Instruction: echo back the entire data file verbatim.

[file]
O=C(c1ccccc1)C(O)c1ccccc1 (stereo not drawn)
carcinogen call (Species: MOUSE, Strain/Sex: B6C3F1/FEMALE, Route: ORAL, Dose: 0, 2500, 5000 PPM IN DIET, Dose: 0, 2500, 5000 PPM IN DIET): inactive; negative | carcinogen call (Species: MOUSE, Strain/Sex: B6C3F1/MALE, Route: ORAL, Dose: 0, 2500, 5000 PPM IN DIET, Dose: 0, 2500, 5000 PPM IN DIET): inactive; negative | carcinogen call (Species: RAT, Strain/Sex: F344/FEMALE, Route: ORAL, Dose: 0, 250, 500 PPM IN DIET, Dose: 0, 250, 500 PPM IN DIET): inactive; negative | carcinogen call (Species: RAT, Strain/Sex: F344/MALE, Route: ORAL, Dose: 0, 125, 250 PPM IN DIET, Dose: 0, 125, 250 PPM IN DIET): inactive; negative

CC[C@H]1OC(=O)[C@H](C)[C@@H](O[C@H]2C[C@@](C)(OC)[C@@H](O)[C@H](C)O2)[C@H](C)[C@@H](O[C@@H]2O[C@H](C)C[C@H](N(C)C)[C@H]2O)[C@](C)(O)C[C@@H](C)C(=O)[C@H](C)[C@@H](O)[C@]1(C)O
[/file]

O=C(c1ccccc1)C(O)c1ccccc1 (stereo not drawn)
carcinogen call (Species: MOUSE, Strain/Sex: B6C3F1/FEMALE, Route: ORAL, Dose: 0, 2500, 5000 PPM IN DIET, Dose: 0, 2500, 5000 PPM IN DIET): inactive; negative | carcinogen call (Species: MOUSE, Strain/Sex: B6C3F1/MALE, Route: ORAL, Dose: 0, 2500, 5000 PPM IN DIET, Dose: 0, 2500, 5000 PPM IN DIET): inactive; negative | carcinogen call (Species: RAT, Strain/Sex: F344/FEMALE, Route: ORAL, Dose: 0, 250, 500 PPM IN DIET, Dose: 0, 250, 500 PPM IN DIET): inactive; negative | carcinogen call (Species: RAT, Strain/Sex: F344/MALE, Route: ORAL, Dose: 0, 125, 250 PPM IN DIET, Dose: 0, 125, 250 PPM IN DIET): inactive; negative

CC[C@H]1OC(=O)[C@H](C)[C@@H](O[C@H]2C[C@@](C)(OC)[C@@H](O)[C@H](C)O2)[C@H](C)[C@@H](O[C@@H]2O[C@H](C)C[C@H](N(C)C)[C@H]2O)[C@](C)(O)C[C@@H](C)C(=O)[C@H](C)[C@@H](O)[C@]1(C)O